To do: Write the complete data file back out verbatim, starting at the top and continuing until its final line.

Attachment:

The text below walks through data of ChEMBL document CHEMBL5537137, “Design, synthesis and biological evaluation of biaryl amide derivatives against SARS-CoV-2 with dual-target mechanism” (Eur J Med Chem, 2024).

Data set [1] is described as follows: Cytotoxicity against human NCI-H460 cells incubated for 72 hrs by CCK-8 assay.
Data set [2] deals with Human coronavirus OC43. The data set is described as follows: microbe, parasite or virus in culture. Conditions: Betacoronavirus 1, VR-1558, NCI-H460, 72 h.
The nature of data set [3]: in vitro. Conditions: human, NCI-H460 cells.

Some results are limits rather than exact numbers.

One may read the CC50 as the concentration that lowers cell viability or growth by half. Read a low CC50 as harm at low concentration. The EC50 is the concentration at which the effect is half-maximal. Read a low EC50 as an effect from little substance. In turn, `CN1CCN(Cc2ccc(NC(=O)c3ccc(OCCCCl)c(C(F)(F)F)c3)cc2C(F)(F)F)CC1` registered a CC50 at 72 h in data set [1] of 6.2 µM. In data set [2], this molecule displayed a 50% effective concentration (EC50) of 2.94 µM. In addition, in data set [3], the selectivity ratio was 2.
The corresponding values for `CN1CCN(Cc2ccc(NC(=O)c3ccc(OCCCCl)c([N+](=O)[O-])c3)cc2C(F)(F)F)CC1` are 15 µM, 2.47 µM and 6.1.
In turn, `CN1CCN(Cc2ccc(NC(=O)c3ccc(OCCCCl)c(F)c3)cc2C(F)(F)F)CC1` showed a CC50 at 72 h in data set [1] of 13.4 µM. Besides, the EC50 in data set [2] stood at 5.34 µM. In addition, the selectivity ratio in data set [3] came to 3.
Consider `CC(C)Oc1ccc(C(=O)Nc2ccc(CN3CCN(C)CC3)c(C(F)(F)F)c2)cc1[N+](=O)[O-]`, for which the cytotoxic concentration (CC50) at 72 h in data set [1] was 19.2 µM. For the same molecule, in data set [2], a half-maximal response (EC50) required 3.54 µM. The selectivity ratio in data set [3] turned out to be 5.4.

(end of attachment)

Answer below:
The text below walks through data of ChEMBL document CHEMBL5537137, “Design, synthesis and biological evaluation of biaryl amide derivatives against SARS-CoV-2 with dual-target mechanism” (Eur J Med Chem, 2024).

Data set [1] is described as follows: Cytotoxicity against human NCI-H460 cells incubated for 72 hrs by CCK-8 assay.
Data set [2] deals with Human coronavirus OC43. The data set is described as follows: microbe, parasite or virus in culture. Conditions: Betacoronavirus 1, VR-1558, NCI-H460, 72 h.
The nature of data set [3]: in vitro. Conditions: human, NCI-H460 cells.

Some results are limits rather than exact numbers.

One may read the CC50 as the concentration that lowers cell viability or growth by half. Read a low CC50 as harm at low concentration. The EC50 is the concentration at which the effect is half-maximal. Read a low EC50 as an effect from little substance. In turn, `CN1CCN(Cc2ccc(NC(=O)c3ccc(OCCCCl)c(C(F)(F)F)c3)cc2C(F)(F)F)CC1` registered a CC50 at 72 h in data set [1] of 6.2 µM. In data set [2], this molecule displayed a 50% effective concentration (EC50) of 2.94 µM. In addition, in data set [3], the selectivity ratio was 2.
The corresponding values for `CN1CCN(Cc2ccc(NC(=O)c3ccc(OCCCCl)c([N+](=O)[O-])c3)cc2C(F)(F)F)CC1` are 15 µM, 2.47 µM and 6.1.
In turn, `CN1CCN(Cc2ccc(NC(=O)c3ccc(OCCCCl)c(F)c3)cc2C(F)(F)F)CC1` showed a CC50 at 72 h in data set [1] of 13.4 µM. Besides, the EC50 in data set [2] stood at 5.34 µM. In addition, the selectivity ratio in data set [3] came to 3.
Consider `CC(C)Oc1ccc(C(=O)Nc2ccc(CN3CCN(C)CC3)c(C(F)(F)F)c2)cc1[N+](=O)[O-]`, for which the cytotoxic concentration (CC50) at 72 h in data set [1] was 19.2 µM. For the same molecule, in data set [2], a half-maximal response (EC50) required 3.54 µM. The selectivity ratio in data set [3] turned out to be 5.4.